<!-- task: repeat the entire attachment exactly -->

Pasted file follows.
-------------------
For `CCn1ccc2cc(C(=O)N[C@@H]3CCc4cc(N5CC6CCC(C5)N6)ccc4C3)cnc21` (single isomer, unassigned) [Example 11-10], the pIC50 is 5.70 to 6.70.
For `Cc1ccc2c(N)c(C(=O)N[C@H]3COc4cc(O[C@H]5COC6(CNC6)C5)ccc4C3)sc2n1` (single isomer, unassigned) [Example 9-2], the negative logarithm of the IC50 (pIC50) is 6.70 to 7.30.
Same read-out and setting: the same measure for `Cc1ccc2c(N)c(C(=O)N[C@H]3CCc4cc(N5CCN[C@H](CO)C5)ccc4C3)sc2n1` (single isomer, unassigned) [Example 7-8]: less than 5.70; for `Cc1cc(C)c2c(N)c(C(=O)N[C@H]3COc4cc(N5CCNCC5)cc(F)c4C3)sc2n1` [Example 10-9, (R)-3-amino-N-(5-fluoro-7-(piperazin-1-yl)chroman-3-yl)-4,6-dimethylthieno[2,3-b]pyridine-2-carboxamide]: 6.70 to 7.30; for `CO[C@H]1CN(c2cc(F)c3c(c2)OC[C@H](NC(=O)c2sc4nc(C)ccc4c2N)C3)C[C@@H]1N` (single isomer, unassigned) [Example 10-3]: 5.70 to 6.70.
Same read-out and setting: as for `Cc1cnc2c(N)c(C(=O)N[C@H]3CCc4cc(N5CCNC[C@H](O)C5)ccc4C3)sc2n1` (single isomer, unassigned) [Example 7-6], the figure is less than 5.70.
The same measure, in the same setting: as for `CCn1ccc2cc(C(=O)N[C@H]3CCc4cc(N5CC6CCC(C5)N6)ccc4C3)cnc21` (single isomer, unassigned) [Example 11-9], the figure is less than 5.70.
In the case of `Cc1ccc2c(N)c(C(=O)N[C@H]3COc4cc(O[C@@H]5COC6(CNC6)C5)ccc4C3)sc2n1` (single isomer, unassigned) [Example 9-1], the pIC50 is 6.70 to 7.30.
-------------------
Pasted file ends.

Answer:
For `CCn1ccc2cc(C(=O)N[C@@H]3CCc4cc(N5CC6CCC(C5)N6)ccc4C3)cnc21` (single isomer, unassigned) [Example 11-10], the pIC50 is 5.70 to 6.70.
For `Cc1ccc2c(N)c(C(=O)N[C@H]3COc4cc(O[C@H]5COC6(CNC6)C5)ccc4C3)sc2n1` (single isomer, unassigned) [Example 9-2], the negative logarithm of the IC50 (pIC50) is 6.70 to 7.30.
Same read-out and setting: the same measure for `Cc1ccc2c(N)c(C(=O)N[C@H]3CCc4cc(N5CCN[C@H](CO)C5)ccc4C3)sc2n1` (single isomer, unassigned) [Example 7-8]: less than 5.70; for `Cc1cc(C)c2c(N)c(C(=O)N[C@H]3COc4cc(N5CCNCC5)cc(F)c4C3)sc2n1` [Example 10-9, (R)-3-amino-N-(5-fluoro-7-(piperazin-1-yl)chroman-3-yl)-4,6-dimethylthieno[2,3-b]pyridine-2-carboxamide]: 6.70 to 7.30; for `CO[C@H]1CN(c2cc(F)c3c(c2)OC[C@H](NC(=O)c2sc4nc(C)ccc4c2N)C3)C[C@@H]1N` (single isomer, unassigned) [Example 10-3]: 5.70 to 6.70.
Same read-out and setting: as for `Cc1cnc2c(N)c(C(=O)N[C@H]3CCc4cc(N5CCNC[C@H](O)C5)ccc4C3)sc2n1` (single isomer, unassigned) [Example 7-6], the figure is less than 5.70.
The same measure, in the same setting: as for `CCn1ccc2cc(C(=O)N[C@H]3CCc4cc(N5CC6CCC(C5)N6)ccc4C3)cnc21` (single isomer, unassigned) [Example 11-9], the figure is less than 5.70.
In the case of `Cc1ccc2c(N)c(C(=O)N[C@H]3COc4cc(O[C@@H]5COC6(CNC6)C5)ccc4C3)sc2n1` (single isomer, unassigned) [Example 9-1], the pIC50 is 6.70 to 7.30.